Leaving truck running, unattended and unlocked, isn't "operation of a motor vehicle?"
The Hinz v. Almy case has a long and tortured history. An MSU electrician left his college-owned pickup outside a building, unlocked and running, while he went inside to visit with co-workers. Besides not being very smart, that decision violated MSU's rules and an Ordinance of the City of East Lansing. Almy's decision was even dumber when one considers that MSU's campus is one of the places in the state where a drunken prank is most likely to occur. And it did. A drunken undergrad jumped in the truck and took off down the street, crossed the centerline a mile or two away, and killed the Plaintiff's Decedent in a head-on collision. The family sued Almy and MSU, in addition to the drunken student--probably in part because the drunk had little or no insurance, and in part on principle. MSU has been attempting to dismiss the case ever since and finally succeeded this week.
While most thinking people would agree that MSU's electrician was "negligent," more is required to hold him or MSU responsible. Because of the interference of "governmental immunity", MSU and its employee aren't held to ordinary rules of reasonable care. MSU is responsible for damages caused in the negligent operation of a motor vehicle, by statute, while Almy is only responsible for his mistakes if they evidence "gross negligence." Furthermore, Almy's disregard for safety must be "the" proximate cause of the injury or death, not just "a" cause.
The Engler Majority on the Supreme Court had a field-day re-writing the standards of liability under these statutes. All of its re-writing came back to haunt the family of the plaintiff in this case, when two Court of Appeals' activist judges applied the Engler Majority's decisions to grant immunity to Almy and MSU. First, the majority of two held that there was no question of fact in considering whether Almy's mistakes of judgment constituted "gross negligence," and that given the drunk's mis-behavior, Almy could not be THE cause of the death. (The lower court had determined that since the incident was forseeable and could not happen without Almy's bad decision, the ultimate question on that point was for the jury.)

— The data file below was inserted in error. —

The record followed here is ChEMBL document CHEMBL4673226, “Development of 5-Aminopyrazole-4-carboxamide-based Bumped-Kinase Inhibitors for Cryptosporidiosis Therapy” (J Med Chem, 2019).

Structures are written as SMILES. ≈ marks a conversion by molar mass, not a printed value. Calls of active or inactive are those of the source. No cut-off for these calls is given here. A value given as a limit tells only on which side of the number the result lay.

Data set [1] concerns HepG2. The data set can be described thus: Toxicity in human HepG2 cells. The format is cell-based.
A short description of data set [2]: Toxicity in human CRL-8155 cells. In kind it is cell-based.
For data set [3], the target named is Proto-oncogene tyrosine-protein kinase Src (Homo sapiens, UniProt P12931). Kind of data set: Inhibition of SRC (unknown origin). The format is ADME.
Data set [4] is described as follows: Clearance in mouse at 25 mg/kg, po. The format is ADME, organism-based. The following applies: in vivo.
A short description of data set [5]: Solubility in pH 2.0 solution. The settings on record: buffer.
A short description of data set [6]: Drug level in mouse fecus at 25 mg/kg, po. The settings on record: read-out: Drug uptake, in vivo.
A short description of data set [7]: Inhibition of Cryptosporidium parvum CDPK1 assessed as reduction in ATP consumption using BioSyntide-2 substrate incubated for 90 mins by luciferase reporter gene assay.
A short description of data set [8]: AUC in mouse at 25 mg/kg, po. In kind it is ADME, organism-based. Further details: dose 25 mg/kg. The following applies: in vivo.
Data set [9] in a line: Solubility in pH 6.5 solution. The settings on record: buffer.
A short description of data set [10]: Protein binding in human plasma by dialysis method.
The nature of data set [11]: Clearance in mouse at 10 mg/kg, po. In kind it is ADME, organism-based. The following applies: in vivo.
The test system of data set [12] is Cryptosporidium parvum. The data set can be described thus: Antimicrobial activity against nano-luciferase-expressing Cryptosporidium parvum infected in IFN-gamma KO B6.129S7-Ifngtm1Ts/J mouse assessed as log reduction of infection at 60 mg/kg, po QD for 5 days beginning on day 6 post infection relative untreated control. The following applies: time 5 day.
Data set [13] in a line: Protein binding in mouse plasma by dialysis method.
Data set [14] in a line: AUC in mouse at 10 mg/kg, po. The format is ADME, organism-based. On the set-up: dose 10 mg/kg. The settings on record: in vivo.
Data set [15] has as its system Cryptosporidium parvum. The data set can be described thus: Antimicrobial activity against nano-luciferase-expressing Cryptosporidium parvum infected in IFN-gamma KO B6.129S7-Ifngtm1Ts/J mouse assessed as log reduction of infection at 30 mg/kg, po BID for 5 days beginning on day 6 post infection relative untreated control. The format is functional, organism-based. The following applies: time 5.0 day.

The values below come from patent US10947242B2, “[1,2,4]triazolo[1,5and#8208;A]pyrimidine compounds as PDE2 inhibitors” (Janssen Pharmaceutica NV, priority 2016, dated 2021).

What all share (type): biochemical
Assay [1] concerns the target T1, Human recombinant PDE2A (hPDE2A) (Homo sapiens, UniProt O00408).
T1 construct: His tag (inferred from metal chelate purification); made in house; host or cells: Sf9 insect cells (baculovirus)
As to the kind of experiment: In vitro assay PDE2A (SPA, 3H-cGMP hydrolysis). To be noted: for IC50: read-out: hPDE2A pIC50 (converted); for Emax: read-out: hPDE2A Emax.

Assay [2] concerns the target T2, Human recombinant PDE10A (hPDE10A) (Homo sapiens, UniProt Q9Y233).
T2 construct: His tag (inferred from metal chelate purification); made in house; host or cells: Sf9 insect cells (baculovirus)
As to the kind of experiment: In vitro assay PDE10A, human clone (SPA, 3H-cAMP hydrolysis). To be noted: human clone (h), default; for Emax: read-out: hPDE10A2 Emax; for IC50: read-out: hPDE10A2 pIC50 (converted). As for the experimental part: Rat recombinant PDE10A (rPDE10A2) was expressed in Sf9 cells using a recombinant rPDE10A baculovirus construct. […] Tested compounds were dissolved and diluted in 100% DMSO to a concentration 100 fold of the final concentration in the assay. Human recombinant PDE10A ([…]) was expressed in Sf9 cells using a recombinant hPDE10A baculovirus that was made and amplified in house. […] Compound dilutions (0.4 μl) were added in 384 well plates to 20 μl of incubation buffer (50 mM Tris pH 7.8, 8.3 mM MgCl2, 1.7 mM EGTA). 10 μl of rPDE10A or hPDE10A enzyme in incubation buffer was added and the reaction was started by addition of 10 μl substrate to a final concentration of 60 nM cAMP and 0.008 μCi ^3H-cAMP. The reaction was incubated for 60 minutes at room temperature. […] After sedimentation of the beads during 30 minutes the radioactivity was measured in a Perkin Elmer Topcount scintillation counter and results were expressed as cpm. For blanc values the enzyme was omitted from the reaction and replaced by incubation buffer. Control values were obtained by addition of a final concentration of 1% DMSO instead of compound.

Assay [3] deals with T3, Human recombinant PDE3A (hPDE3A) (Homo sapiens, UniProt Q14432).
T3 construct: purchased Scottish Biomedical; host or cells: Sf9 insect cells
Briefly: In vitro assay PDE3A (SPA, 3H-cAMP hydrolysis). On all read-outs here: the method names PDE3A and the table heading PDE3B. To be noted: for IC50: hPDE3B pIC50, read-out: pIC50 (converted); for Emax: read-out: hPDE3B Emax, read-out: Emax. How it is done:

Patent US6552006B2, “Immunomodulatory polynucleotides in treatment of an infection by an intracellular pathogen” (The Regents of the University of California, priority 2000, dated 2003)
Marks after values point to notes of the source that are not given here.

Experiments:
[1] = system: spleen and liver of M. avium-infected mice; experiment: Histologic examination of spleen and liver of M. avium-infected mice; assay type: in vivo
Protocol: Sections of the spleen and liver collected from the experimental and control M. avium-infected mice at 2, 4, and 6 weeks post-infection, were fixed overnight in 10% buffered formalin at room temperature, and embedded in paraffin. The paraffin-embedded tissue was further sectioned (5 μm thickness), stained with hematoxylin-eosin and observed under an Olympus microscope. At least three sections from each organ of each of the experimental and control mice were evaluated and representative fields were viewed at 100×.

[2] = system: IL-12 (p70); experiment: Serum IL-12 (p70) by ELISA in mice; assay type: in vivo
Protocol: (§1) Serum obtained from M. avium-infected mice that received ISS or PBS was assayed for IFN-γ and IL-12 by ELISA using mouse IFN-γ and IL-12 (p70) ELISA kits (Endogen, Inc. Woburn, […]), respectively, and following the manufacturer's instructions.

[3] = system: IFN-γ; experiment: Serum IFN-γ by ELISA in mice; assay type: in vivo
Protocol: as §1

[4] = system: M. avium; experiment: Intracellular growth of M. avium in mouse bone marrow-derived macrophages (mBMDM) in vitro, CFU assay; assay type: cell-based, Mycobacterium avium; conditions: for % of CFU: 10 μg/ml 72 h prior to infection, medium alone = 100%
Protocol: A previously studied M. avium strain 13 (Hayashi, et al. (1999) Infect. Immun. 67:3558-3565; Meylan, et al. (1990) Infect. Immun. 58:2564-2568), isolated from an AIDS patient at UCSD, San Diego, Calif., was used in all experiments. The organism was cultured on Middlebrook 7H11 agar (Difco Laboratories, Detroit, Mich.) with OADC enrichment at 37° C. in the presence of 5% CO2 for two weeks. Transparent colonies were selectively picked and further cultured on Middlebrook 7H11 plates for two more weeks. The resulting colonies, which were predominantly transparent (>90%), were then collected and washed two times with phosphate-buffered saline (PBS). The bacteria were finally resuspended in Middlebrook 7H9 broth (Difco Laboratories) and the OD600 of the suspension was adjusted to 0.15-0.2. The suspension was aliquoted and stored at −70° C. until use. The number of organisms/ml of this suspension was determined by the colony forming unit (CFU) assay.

Then, the case was dismissed in its entirety when the two judges ruled that Almy was not negligently "operating" his vehicle when he left it running, unattended and unlocked at night on a college campus. Frankly, this simply seems like a convenient fiction to secure a desired outcome, to us [read "judicial activism"]: next time you leave your vehicle running on the side of the road, see if you can avoid being held accountable, whether the issue is intoxicated operation, or simply negligence. Ordinary people without allies in the highest court are sent to jail or fined in this circumstance, regularly.